Rising female stars rally behind Pink Ribbon Cup week

Three rising female stars have spoken about the significance of the Pink Ribbon Cup incorporating all three codes to raise awareness of a deadly disease and potentially save lives.

For the first time in its 15-year history, the annual Pink Ribbon Cup race day at Gold Coast Turf Club has been expanded into a tri-code event that embraces three separate meetings and rebranded Pink Ribbon Raceweek.

Throwing their support behind the concept are gun apprentice jockey Angela Jones, fledgling harness trainer Bree Evans and greyhound trainer and former jockey Jemma Daley. 

Pink rugs, saddles, helmet caps and silk pants will be used at each meeting and former jockey turned greyhound trainer Daley says she became familiar with the Pink Ribbon Cup concept when she used to ride.

The charity has a significant place in Daley’s heart after two of her aunties were diagnosed with breast cancer.

“It’s great to see the initiative being shown across three codes and everyone getting on board,” Daley said.

“I’ve had two aunties diagnosed with breast cancer, so it is very close to home and these initiatives are wonderful to raise awareness of the disease and how hard it effects the families.”

Greyhound trainer Jemma Daley says she is vigilant about early detection of breast cancer after two aunties were diagnosed with the disease.

Now in her early thirties, she said she had become more mindful of breast cancer and was vigilant about any changes in her body.

“Being 33, I’m starting to creep up in age and something we have to be well aware of,” she said.

“It’s something that doesn’t effect the older generation, it’s something that can effect anyone.”

The charity’s fund raising week has brought breast cancer to the forefront of Evans’ mind, and she is proud to be able to help promote the message and raise funds for an important cause.

“It has raised my awareness and it’s something that affects many people,” she said.

“It’s a scary thing to think about, being so young.”

Boom apprentice Jones said the Pink Ribbon Cup charity would now reach more people with harness and greyhound racing codes involved.

Fledgling harness trainer Bree Evans says that even her young age, Pink Ribbon Cup week has raised her awareness of breast cancer.

The use of pink silks and rugs also helped raise the profile of the charity on race days, Jones said.

“It’s important, and with three codes instead of just one, it’s obviously going to reach out to a lot more people and more people are going to be aware of what it is about,” Jones said.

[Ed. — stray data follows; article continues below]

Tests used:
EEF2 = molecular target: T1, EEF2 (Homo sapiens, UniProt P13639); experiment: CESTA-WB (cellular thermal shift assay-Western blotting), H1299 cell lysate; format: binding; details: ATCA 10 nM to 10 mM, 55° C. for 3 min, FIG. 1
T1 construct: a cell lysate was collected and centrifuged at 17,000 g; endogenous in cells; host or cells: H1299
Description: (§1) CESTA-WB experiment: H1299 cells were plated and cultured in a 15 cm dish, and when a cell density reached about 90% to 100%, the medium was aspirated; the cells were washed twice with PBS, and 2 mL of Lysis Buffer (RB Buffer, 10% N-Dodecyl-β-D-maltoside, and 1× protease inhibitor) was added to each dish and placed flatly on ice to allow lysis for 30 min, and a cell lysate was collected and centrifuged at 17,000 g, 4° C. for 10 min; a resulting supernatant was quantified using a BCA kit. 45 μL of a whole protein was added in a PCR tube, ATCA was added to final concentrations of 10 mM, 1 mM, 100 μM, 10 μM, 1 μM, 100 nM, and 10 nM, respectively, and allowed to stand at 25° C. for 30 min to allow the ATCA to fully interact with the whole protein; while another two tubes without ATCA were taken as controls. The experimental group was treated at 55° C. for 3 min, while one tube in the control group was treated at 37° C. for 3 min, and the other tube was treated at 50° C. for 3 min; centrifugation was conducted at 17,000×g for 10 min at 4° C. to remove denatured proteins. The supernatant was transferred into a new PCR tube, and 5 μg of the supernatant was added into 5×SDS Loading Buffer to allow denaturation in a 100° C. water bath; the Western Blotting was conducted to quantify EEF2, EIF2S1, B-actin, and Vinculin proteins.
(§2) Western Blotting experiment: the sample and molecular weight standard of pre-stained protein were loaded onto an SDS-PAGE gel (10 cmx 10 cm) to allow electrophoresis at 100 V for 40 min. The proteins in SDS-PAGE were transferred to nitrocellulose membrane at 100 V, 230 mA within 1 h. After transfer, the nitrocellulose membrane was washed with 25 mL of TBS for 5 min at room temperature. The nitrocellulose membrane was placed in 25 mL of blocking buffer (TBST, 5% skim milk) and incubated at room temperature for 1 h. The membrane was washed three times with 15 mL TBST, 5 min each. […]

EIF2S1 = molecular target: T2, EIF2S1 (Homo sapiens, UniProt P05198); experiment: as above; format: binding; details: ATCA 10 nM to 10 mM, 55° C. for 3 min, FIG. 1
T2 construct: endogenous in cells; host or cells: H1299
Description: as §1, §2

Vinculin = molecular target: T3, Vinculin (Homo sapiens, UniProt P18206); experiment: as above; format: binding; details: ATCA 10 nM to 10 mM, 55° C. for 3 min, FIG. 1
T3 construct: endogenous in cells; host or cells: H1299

“The pink silks opens your eyes. I’ve always been curious about it.

“Probably the first year (I saw the pink silks) I didn’t really know the meaning behind it but as the years have gone on, I have become more aware of it and it definitetly is for a very good cause.”

Australia’s largest official community fund-raiser for the National Breast Cancer Foundation will start Thursday night, September 15 with a greyhound meeting at Albion Park.

The traditional Saturday afternoon ‘sea of pink’ meeting at Gold Coast Turf Club will be conducted on Saturday, September 17 while Albion Park Harness Racing Club will host a Pink Ribbon Cup meeting in the evening.

Boom apprentice Angela Jones says pink silks, rugs and caps helps bring attention to Pink Ribbon Raceweek and makes it a special occasion.

The race day charity fund-raiser started 15 years ago as a luncheon at Gold Coast Turf Club by two-time breast cancer survivor Robyn Cameron.

A business school academic at Griffith University, Ms Cameron said she was only “standing here” because of the research and dedication of those who had fought to find a cure for the disease.

“It’s all about early detection and early prevention,” she said.

“Research that has been undertaken on the effectiveness of early prevention; is the reason I’m standing here today after being diagnosed with breast cancer twice.”

Even though she was relatively young and healthy, it did not preclude her from getting breast cancer, not once, but twice.

“I didn’t smoke, I didn’t drink, I was running half-marathons and had a good diet and wasn’t overweight,” she said. 

“When I first was detected with breast cancer in my 30s, they were saying I was young to have it.

Pink Ribbon Cup founder Robyn Cameron is a two-time breast cancer survivor.

“Don’t think ‘it’ll be alright’ or that you’re too young to have it. If you find something is different, it doesn’t matter if it is a lump or anything, just go get it checked.”

According to the National Breast Cancer Foundation, whose goal is zero deaths by 2030, breast cancer remains the most common cancer in Australia and 55 women and men are diagnosed with the disease every day.

Overall, one in seven women will be diagnosed in their lifetime.

Racing Queensland CEO Brendan Parnell said Ms Cameron should be proud of her initiative to start a charity of this magnitude from scratch, and to see it evolve to the point where it is now embraced by all three codes.

“It shows Robyn’s courage, passion and commitment to fight this horrible disease and we are proud to get behind Pink Ribbon Cup and all that it stands for,” Mr Parnell said.

A sea of pink silks as the field heads out of the straight at Gold Coast Turf Club in September 2021

By Darren Cartwright